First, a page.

Public health groups and advocates in the Commonwealth of Northern Mariana Islands (CNMI) have worked for the last few years to educate their communities about the health hazards of secondhand smoke exposure and benefits of smokefree workplaces.
On September 29, 2009, Governor Benigno R. Fitial signed a bill for smokefree workplaces and restaurants into law. Although it makes most public places smokefree, it unfortunately exempts bars, casinos, and departure terminals in airports - and the people who work in those worksites. This law is a major step forward to protect the health of CNMI's workers and visitors, and sets the stage for strengthening it in the future. Congratulations to CNMI for remarkable progress on smokefree air. CNMI currently has the strongest smokefree law in the Pacific Basin.
Members of the CNMI Substance Abuse Coalition and CNMI Diabetes Coalition support House Bill 16-46 for smokefree air at its Senate Conference Committee hearing in September 2009.
installs enclosures, says they're 'fully compliant'
passes PSS loan measure
Sunshine implements no-smoking policy for 10 days
Sunshine wants to build glass enclosures for smoke abatement in Saipan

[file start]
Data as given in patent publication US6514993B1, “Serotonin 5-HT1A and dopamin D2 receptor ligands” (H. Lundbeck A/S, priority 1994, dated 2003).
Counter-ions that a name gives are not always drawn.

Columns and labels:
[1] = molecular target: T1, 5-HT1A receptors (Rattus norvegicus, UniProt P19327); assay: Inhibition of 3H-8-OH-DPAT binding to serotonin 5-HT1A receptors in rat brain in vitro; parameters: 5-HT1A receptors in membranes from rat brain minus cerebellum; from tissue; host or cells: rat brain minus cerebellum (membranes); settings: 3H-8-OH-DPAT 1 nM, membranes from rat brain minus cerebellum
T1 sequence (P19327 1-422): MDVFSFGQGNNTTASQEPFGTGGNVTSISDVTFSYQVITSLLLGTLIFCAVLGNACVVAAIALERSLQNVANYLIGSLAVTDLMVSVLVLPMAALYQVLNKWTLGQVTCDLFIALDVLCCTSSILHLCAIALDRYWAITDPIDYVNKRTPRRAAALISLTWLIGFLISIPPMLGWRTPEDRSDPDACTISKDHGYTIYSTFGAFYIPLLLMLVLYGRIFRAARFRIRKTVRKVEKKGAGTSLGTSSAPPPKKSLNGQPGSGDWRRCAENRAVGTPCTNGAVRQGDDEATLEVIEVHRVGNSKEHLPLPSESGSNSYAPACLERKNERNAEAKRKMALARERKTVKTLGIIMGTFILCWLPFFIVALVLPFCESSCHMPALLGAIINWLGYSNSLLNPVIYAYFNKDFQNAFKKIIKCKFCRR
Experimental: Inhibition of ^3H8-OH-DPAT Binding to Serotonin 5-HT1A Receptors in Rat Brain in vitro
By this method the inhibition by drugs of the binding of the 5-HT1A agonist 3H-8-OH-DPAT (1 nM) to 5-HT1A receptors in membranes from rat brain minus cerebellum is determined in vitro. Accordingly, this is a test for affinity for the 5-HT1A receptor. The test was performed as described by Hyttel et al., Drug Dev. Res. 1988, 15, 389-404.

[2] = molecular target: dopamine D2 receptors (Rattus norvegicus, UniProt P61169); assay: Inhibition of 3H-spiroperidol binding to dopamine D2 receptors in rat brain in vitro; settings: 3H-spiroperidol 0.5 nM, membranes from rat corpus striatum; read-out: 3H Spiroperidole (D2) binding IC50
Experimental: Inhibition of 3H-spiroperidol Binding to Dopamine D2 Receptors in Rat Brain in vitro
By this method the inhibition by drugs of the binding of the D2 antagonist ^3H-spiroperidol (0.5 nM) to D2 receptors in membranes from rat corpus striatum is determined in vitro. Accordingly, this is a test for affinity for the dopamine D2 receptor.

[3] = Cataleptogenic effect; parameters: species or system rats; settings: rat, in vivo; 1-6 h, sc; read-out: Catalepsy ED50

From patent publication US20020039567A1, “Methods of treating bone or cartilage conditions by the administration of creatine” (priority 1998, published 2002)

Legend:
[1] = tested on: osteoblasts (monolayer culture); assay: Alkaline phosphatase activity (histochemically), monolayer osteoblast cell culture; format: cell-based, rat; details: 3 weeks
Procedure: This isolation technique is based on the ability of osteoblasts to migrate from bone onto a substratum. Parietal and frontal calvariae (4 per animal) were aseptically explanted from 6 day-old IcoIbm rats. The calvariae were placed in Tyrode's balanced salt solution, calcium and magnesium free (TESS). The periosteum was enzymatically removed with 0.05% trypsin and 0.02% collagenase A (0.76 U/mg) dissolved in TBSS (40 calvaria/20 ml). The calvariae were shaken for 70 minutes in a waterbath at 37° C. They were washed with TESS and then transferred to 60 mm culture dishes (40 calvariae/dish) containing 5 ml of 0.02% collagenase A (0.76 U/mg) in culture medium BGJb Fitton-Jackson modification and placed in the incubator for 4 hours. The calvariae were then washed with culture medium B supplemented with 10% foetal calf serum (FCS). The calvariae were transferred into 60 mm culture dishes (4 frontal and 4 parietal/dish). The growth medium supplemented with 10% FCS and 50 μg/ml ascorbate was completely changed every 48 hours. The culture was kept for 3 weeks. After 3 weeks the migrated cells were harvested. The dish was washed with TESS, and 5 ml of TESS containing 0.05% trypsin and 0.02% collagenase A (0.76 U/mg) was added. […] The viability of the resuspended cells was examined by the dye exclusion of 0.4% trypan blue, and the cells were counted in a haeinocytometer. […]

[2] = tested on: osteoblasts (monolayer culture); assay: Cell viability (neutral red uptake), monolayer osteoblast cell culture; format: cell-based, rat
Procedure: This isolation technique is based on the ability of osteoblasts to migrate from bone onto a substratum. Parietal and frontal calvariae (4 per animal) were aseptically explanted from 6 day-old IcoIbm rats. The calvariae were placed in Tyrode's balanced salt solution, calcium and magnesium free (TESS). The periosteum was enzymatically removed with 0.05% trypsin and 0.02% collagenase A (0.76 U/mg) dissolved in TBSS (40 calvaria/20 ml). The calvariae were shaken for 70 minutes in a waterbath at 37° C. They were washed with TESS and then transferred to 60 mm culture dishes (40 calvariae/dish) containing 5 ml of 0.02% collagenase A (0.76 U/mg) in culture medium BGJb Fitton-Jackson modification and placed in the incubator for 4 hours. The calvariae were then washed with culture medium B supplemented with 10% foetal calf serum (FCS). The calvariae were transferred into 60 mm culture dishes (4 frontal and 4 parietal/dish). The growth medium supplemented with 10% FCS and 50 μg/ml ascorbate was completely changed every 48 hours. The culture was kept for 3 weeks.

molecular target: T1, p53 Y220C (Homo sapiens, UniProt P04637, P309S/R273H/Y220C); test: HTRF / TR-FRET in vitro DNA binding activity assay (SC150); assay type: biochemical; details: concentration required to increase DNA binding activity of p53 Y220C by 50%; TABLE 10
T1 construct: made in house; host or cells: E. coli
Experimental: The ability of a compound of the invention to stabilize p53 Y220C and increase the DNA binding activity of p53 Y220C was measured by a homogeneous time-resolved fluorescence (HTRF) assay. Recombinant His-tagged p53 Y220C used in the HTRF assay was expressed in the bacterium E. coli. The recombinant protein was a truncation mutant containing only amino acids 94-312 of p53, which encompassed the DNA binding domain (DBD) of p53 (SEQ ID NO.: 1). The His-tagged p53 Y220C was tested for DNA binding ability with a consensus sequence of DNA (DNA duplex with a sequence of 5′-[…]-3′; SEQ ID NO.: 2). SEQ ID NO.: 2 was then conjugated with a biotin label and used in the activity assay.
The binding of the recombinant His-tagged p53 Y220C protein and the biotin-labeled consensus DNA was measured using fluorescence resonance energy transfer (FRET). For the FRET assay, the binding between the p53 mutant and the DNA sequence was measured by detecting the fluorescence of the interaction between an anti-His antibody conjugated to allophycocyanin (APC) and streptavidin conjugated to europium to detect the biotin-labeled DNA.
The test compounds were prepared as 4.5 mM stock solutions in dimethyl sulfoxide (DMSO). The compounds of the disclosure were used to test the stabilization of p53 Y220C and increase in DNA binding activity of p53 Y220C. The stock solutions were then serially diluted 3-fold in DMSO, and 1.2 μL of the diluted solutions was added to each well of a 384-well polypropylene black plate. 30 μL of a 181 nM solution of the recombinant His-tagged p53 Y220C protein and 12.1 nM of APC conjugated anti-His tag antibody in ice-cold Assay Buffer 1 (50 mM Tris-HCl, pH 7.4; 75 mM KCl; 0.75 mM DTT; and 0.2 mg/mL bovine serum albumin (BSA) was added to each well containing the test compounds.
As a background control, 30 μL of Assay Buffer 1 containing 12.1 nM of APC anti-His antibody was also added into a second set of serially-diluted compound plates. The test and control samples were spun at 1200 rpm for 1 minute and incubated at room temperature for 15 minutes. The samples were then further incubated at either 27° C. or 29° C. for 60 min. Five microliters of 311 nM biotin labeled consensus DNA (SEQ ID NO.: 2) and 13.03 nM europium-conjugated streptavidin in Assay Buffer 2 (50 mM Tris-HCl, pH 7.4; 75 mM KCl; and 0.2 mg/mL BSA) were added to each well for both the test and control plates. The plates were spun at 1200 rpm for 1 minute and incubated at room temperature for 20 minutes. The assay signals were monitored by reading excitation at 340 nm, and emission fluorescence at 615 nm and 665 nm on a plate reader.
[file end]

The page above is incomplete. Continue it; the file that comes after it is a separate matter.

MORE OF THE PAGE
pushes anew for compliance with smoking law
'We are complying with anti-smoking law'
not in violation of smoking law'
casino smoke scuffle comes down to what 'enclosed' means
Sunshine told to comply with anti-smoking law
To the town criers
Best Sunshine on notice with smoking concerns
strikes out enclosed smoking exemption
passes bill to ban electronic cigarettes
drafts vehicle smoke-free policy
expands to 30 percent hotel rooms, balconies where smoking may be allowed
By a vote of 9-0, the Senate passed on Friday its own bill expanding
from 20 percent to 30 percent the number of rooms at each hotel that
can be designated as smoking areas. ...
expands from 20 to 80 pct. hotel rooms where smoking may be allowed